(Last Updated on : 27-11-2010)
Superintendent of Armoury shall employ experienced workmen of tried ability to manufacture in a given time and fixed wages wheels, weapons, mail armours and accessory instrument for use in battle, in construction or in destroying the enemies. Chapter XVIII of Book II in Arthashastra
empowers the Superintendent of Armoury to supervise both the manufacturing of weapons as well as their proper utilization according to the requirements. As these weapons get usually affected by moisture, sun and dust, they require proper maintenance under direct supervision of the superintendent. The weapons must be kept in proper places and should be regularly dusted and maintained so that they could be easily and swiftly used whenever required in a short notice.
Superintendent of Armoury shall be responsible for the maintenance of weapons according to Arthashastra. The weapons specified in this book are Sarvatobhadra, jamadagnya, bahumukha, visvasaghati, samgati, yanaka, parjanyaka, ardhabahu and urdhvabahu which are the immovable machines (sthirayantram) heavy in structure. Panchalika, devadanda, sukarika, musala, yashti, hastivaraka, talavrinta, mudgara, gada, spiktala, kuddala, asphatima, audhghatima, sataghni, trishula, and chakra are movable machines and light in structure. Sakti, prasa, kunta, hataka, bhindivala, varahakarna kanaya, karpan, trasika and the like are some of the weapons which have edges like a ploughshare (halamukhani). Arthashastra discusses in detail the description of each weapon which are to be manufactured in the same way as mentioned. Accordingly the bows are made up of tala (kind of palm tree), chapa (kind of Bamboo), daru (kind of wood) and sringa (made of horns and bones). Further bow strings are made up of murva, arka, sana, gavedhu, venu and snayu which are different types of arrows whose edges are made up of iron, bones and wood as to cut, rend and pierce. Arthashastra then describes three kinds of swords which are named as Nistrimsa, Mandalagra, and Asiyashti. The handle of these swords are made up of horns of the rhinoceros, buffaloes, the tusk of elephant, of wood and o the roots of the bamboo. Parasu, kuthara, pattasa, khanitra, kuddala, chakra, and kandachchhedana are razor-like weapons. Yantrapashana, goshpanapashana, mushtipishana, rochan (mill-stone), and stones are other weapons (ayudhani).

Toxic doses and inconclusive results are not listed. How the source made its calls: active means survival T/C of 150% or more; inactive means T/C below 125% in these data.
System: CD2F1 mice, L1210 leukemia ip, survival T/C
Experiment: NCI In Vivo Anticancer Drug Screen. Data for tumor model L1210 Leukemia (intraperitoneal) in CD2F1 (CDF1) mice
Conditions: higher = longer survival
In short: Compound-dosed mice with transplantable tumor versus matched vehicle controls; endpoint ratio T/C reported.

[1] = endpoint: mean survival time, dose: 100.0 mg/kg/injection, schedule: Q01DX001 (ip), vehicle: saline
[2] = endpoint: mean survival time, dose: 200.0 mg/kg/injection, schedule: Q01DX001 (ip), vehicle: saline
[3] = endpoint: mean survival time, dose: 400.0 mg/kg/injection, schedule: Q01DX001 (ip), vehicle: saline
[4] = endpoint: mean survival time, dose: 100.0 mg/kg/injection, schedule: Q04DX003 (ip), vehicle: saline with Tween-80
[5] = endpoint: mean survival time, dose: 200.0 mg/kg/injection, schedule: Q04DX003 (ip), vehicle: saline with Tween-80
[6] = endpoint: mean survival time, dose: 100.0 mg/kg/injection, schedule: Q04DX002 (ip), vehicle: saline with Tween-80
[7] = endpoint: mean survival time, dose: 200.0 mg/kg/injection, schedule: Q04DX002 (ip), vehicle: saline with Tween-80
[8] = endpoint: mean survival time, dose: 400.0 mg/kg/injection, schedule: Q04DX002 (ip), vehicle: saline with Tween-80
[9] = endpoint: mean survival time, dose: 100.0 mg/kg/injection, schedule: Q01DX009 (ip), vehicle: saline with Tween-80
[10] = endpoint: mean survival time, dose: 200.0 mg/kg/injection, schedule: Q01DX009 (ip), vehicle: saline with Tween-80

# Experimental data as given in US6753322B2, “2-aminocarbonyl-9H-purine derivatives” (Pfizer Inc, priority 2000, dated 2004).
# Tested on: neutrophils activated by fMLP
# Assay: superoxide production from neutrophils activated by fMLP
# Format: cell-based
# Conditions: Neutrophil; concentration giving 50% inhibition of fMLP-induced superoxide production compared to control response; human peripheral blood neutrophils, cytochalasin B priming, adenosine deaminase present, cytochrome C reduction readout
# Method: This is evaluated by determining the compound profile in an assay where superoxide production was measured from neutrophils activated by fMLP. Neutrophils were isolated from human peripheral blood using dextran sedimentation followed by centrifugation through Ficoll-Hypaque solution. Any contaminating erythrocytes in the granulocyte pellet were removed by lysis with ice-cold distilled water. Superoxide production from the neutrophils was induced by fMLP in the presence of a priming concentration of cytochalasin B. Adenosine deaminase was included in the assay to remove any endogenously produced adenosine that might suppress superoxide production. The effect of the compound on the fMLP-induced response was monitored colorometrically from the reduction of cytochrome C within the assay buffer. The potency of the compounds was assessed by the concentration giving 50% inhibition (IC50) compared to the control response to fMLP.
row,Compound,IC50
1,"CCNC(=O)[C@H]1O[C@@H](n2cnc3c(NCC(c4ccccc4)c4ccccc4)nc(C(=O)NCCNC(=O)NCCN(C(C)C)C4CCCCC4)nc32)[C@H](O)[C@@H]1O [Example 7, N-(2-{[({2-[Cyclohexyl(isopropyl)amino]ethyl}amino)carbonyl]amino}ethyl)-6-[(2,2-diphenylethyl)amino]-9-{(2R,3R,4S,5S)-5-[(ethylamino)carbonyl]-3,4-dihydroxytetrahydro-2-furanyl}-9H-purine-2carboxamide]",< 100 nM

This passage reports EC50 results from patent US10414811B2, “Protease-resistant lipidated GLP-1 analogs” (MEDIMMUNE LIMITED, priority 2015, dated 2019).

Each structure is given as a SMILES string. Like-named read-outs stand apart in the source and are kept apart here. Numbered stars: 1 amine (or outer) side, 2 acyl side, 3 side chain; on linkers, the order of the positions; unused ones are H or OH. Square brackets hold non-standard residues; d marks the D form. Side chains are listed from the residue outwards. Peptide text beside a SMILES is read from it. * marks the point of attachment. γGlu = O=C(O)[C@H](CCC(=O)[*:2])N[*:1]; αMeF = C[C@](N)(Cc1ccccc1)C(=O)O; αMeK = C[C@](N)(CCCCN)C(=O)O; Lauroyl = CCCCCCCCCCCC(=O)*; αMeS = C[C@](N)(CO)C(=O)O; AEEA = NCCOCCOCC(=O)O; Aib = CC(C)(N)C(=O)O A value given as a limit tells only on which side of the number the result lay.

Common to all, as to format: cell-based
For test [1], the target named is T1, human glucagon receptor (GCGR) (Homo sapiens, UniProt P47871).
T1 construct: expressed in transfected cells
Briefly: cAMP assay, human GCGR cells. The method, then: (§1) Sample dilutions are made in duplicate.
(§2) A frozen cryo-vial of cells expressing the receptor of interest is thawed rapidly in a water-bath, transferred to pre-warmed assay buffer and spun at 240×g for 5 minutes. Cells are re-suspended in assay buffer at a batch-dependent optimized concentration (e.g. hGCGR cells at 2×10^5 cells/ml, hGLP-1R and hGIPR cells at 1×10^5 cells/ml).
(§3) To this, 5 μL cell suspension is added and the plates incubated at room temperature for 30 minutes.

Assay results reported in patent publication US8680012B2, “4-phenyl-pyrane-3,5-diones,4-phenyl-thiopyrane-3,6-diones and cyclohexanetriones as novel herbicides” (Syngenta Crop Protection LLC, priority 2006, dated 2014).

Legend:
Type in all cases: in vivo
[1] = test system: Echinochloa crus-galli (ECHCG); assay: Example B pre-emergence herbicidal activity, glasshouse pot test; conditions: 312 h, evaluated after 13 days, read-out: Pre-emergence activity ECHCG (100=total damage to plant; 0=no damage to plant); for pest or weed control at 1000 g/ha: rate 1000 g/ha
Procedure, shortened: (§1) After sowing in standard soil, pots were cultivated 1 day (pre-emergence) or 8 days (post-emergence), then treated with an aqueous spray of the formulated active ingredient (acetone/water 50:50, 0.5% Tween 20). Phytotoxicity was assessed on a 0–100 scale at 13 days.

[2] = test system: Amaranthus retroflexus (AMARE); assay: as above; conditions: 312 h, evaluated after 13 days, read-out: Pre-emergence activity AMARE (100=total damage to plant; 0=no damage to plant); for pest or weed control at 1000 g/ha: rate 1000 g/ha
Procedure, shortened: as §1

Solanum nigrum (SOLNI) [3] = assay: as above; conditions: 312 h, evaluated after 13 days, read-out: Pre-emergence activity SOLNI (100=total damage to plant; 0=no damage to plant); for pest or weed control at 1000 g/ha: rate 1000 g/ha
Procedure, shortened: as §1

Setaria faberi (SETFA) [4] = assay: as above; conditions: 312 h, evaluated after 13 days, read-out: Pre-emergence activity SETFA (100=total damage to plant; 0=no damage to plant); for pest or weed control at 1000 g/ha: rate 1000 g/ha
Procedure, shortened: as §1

Superintendent of Armoury, after collection of various kinds of weapons, concentrates on the personal protection of the warrior. He makes provisions for the variety of armours, namely, Lohajalika, Patta, Kavacha and Sutraka which are made up of either iron or skins of hooves and horns of porpoise, rhinoceros, bison, elephants and cows. Likewise Arthashastra makes provisions for variety of covers like, sirastrana (cover for the head), kanthatrana (cover for the neck), kurpasa (cover for the trunk), kachuka (a coal extending as far as the knee joints), varavana (a coat extending as Far as the heels), patta (a coat without cover for the arms) and nagodaraka (gloves) forming the varieties of armour. Further Arthashastra makes provision for the use of weapons for self defence. This includes the veti, charma, hastikarna, talamula, dhamanika, kavata, kitika, apratihata, and valahakanta. Accessories to protect the horses, elephants, chariots, goads and hooks are also mentioned by Kautilya.
Thus, Superintendent of Armoury shall be precisely responsible for ascertaining the availability of these resources at the time of requirement. He should ascertain the demand and supply, their application, their wear and tear, as well as their decay and losses. As the armoury stands as a major asset of the state which helps to exhibits the strength of the state on its enemy; its maintenance remains a vital concern for Kautilya
as discussed in Arthashastra.